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TUCSON, Arizona -- In a race highlighted by local short track drivers, a big paycheck and almost a dozen cautions, it was a former NASCAR K&N Pro Series West champion who wound up with the hardware and a hearty $10,000 in his back pocket.
Erie, Colorado's Chris Eggleston wheeled his No. 22 to Tucson Speedway's Victory Lane in the fifth annual Chilly Willy 150 on Saturday night, passing polesitter and fellow Colorado native Preston Pelitier in the closing laps.
"Man it feels great," Eggleston exclaimed after climbing out of his car on the frontstretch. "To finally get one of them big checks. I'm going to take these guys out for a nice, rare, super tender, filet mignon," as his team chuckled. "It feels really good to get around Preston Pelitier there in the closing laps and rim ride this thing into Victory Lane. I didn't think we had enough to get by him. I'm just so glad we get to bring this No. 1 trophy back to Colorado."
Eggleston repeatedly slammed his hands on the roof of his car in happiness once the celebration began following his first ever Chilly Willy 150 win. He pumped his fists with glory and admiried the trophy as if it was the first one he'd ever earned.
"This is definitely one of the coolest wins I've ever had, and probably the hardest I've ever had to drive for a win right here," Eggleston said. "It means the world to me because it's mine, it's George Green, and Mike Eggleston, my dad. It's the three of us. Our hard work that goes into this car. This is the first late model I've ever owned myself, and it's my pride and joy. It's something that, regretfully, takes me away from home. I don't get to spend as much time with my wife and family as I want to. But to come out and get a big win like this, it means the absolute world to me. I will remember this for a long time."
Pelitier and Eggleston raced door-to-door for the final nine-lap green flag stretch. Coming to the checkered flag, Pelitier drive his No. 48 as deep as he could into turn three, but couldn't get around eventual winner Eggleston.
"I did everything but wreck him," Pelitier said dejectedly as he leaned on his vehicle. "The car was just a little snug. I couldn't get the forward drive with the wheel in it. To be honest with you, when I got sideways over there off of turn two, that helped the most because it freed the car up all the way through the corner those last couple laps. It at least allowed me to get a run on him at least. But man, I gave it everything I had. [Eggleston] deserved it. He did a hell of a job."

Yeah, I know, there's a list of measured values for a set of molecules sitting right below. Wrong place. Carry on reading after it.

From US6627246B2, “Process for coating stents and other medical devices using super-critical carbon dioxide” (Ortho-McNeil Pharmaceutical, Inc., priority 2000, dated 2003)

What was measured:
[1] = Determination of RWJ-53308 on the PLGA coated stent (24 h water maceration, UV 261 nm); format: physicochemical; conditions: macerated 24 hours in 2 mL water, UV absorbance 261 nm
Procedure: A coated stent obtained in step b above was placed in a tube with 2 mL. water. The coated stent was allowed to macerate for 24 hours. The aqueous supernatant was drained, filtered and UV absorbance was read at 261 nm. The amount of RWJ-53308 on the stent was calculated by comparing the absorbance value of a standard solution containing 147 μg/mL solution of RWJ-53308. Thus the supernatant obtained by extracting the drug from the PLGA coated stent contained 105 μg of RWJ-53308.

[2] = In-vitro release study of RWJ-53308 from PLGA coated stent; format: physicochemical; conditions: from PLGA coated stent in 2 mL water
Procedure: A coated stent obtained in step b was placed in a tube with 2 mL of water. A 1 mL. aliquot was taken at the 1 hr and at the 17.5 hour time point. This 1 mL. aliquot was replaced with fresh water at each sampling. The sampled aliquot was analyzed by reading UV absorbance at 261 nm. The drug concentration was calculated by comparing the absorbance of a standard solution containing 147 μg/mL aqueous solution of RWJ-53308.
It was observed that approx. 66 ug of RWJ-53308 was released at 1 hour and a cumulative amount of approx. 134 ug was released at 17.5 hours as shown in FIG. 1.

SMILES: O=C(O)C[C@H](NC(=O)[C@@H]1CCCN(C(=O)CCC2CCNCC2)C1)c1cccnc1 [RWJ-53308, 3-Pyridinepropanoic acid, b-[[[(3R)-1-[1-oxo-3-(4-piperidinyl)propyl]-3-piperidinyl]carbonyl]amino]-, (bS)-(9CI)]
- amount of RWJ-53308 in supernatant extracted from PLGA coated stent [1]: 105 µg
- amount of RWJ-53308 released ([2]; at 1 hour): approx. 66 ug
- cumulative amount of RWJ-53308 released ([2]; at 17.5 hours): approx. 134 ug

Linny White, who thought his shot at the Chilly Willy 150 was over after qualifying didn't go his way on Friday afternoon, brought his No. 99 home in third place.
"It's a brand new car," White said, admiring his podium run. "We got it here, struggled with it and struggled with it, unloaded with it Friday morning and it was pretty good. I thought we had a pretty good shot at qualifying in the top three, but I got a little too brave, ran out of talent and backed it into the corner and belt the whole rear clip of a brand new car. But we stayed up late last night, rebuilt it, did some interesting stuff with how to straighten it with a tow truck, and my guys stayed here late and worked on it. I just really couldn't do it without them."
Rounding out the top five when the 150-lap event concluded was father-son combo Owen and Tayler Riddle. Brandon Farringon, Ron Norman, Brett Yackey, Bruce Yackey and Vanessa Robinson rounded out the top 10 finishers.